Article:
Release Management, Features or Time
There is an interesting constraint in release management that is pretty often ignored.
I think it is worth talking about because not too many people on Agile projects really realize the implications of this simple constraint.
You can either release based on a number of features or a date in time, but not both.
What do I mean by this?
Simple. Let's say that you are doing a software release in an Agile project. (In any project really, this constraint happens to be one of the reasons waterfall projects often fail… death-march anyone?) How do you decide when to release? What is your release cadence so to speak?
Think about this for a second. If you answered “on this date, when these feature are done,” you are wrong. You can’t choose both.
I am saying that you can either say, “I will release when X number of features are complete,” or you can say, “I will release every 2 weeks,” but you can’t say both.
A running metaphor
Let us translate this problem to a different paradigm for a second to see if it becomes more clear. Many people right off will understand this concept, but others will be confused.
Think about running.
Have you ever done a running work-out or did some running training? Ran a race perhaps? Biking and similar sports apply here.
Think about the training programs or workouts you have done.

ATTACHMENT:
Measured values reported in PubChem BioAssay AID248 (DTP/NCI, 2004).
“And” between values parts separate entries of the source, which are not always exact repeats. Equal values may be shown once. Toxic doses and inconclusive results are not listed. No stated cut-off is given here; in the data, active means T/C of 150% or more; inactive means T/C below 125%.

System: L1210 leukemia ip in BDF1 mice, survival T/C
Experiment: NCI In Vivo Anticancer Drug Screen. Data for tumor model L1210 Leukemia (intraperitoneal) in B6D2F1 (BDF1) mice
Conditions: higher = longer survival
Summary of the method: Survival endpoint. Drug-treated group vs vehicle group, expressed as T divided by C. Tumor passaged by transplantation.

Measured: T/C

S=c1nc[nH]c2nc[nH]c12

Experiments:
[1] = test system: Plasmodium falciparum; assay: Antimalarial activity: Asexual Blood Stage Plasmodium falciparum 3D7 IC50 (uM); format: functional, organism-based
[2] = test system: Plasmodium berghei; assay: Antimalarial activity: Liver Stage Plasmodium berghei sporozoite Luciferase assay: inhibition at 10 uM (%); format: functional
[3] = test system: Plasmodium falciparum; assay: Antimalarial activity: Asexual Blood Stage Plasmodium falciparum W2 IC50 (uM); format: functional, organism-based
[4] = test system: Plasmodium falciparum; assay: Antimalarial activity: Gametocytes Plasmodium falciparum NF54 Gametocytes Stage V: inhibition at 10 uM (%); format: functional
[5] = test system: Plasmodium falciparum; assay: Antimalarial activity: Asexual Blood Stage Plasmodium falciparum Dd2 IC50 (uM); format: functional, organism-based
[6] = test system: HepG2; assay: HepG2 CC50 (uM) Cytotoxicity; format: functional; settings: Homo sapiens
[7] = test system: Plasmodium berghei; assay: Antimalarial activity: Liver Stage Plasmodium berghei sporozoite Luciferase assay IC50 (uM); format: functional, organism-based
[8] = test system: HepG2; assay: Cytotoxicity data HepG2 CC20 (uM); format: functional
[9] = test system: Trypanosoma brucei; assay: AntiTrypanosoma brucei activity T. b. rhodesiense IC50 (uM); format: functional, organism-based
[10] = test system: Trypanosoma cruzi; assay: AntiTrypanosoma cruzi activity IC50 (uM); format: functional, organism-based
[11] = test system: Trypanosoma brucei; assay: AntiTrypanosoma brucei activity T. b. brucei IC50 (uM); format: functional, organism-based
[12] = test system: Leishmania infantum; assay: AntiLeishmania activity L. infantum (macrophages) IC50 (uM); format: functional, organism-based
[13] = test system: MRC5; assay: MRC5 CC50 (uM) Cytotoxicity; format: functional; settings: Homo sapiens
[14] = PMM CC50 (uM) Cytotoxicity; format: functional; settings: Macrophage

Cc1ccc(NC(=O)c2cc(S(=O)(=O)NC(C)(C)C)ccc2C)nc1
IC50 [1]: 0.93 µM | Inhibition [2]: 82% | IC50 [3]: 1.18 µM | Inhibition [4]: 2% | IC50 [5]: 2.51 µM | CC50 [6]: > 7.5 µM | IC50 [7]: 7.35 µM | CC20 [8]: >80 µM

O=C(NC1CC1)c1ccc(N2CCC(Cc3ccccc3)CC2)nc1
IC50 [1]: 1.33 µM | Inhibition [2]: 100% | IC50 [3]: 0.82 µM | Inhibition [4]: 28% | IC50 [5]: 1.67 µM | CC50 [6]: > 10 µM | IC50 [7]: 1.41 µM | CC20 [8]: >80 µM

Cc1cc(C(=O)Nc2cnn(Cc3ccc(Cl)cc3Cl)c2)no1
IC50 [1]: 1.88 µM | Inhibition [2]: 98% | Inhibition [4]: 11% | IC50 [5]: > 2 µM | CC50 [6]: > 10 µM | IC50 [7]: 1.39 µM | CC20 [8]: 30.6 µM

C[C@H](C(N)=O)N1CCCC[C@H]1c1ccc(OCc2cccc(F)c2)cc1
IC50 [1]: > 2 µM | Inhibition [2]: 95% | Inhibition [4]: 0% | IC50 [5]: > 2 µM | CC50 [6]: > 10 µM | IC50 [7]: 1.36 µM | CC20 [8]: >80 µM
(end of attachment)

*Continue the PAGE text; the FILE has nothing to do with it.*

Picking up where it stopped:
- You might have a workout that is “run for 20 minutes.”
- You might have a workout that is “run for 3.1 miles.”
Have you ever had a running program that instructed you to run for 3 miles and do it in exactly 25 minutes? Pretty doubtful.
I’m not saying it can’t be done. But, it would be pretty difficult to run for exactly 25 minutes and travel exactly 3 miles. Most likely you would miss one of those marks.
The same with software development. Features or time, but not both. Both is kind of silly.
But we do it successfully right now
No you don’t. It is called padding.
Back to the running metaphor. So there is a way to achieve both time and distance. If you really think about it hard, you’ll figure it out. If someone was going to pay you a huge amount of money to cross a finish line at a particular distance within 5 seconds of a set time, how would you do it?
I’ll give you a second to think about it.
Well, the strategy I would employ would be to run really fast as hard as I could and come right up to the finish line, but not cross it. Then I would sit and wait for the remaining time to tick down and cross the finish line, right on the money.
In software development, we call this “padding.” Padding is a bad word. Padding will take a productive development team and turn them into lazy sloths. Once you start padding it is extremely hard to stop. It becomes the norm.
That is why I say that if you think you are releasing software on a set date with set features, you are wrong. What you are doing is padding. Stop it! Stop wasting your resources and choose one. Features or time?